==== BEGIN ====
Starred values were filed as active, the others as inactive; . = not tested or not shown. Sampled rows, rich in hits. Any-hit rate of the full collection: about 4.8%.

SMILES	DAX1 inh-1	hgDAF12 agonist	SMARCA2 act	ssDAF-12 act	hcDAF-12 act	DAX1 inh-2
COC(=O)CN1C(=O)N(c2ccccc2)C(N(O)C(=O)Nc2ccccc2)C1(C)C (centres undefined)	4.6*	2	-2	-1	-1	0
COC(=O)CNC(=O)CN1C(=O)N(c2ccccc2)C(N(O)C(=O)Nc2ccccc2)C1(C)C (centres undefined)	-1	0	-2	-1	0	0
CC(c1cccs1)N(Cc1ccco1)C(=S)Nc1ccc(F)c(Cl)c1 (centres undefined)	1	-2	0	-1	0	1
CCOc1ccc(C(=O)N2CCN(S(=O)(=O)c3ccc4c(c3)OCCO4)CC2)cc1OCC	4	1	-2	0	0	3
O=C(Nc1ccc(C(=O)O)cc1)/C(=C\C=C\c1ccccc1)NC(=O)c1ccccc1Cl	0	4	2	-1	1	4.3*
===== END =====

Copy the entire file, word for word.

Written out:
Starred values were filed as active, the others as inactive; . = not tested or not shown. Sampled rows, rich in hits. Any-hit rate of the full collection: about 4.8%.

SMILES	DAX1 inh-1	hgDAF12 agonist	SMARCA2 act	ssDAF-12 act	hcDAF-12 act	DAX1 inh-2
COC(=O)CN1C(=O)N(c2ccccc2)C(N(O)C(=O)Nc2ccccc2)C1(C)C (centres undefined)	4.6*	2	-2	-1	-1	0
COC(=O)CNC(=O)CN1C(=O)N(c2ccccc2)C(N(O)C(=O)Nc2ccccc2)C1(C)C (centres undefined)	-1	0	-2	-1	0	0
CC(c1cccs1)N(Cc1ccco1)C(=S)Nc1ccc(F)c(Cl)c1 (centres undefined)	1	-2	0	-1	0	1
CCOc1ccc(C(=O)N2CCN(S(=O)(=O)c3ccc4c(c3)OCCO4)CC2)cc1OCC	4	1	-2	0	0	3
O=C(Nc1ccc(C(=O)O)cc1)/C(=C\C=C\c1ccccc1)NC(=O)c1ccccc1Cl	0	4	2	-1	1	4.3*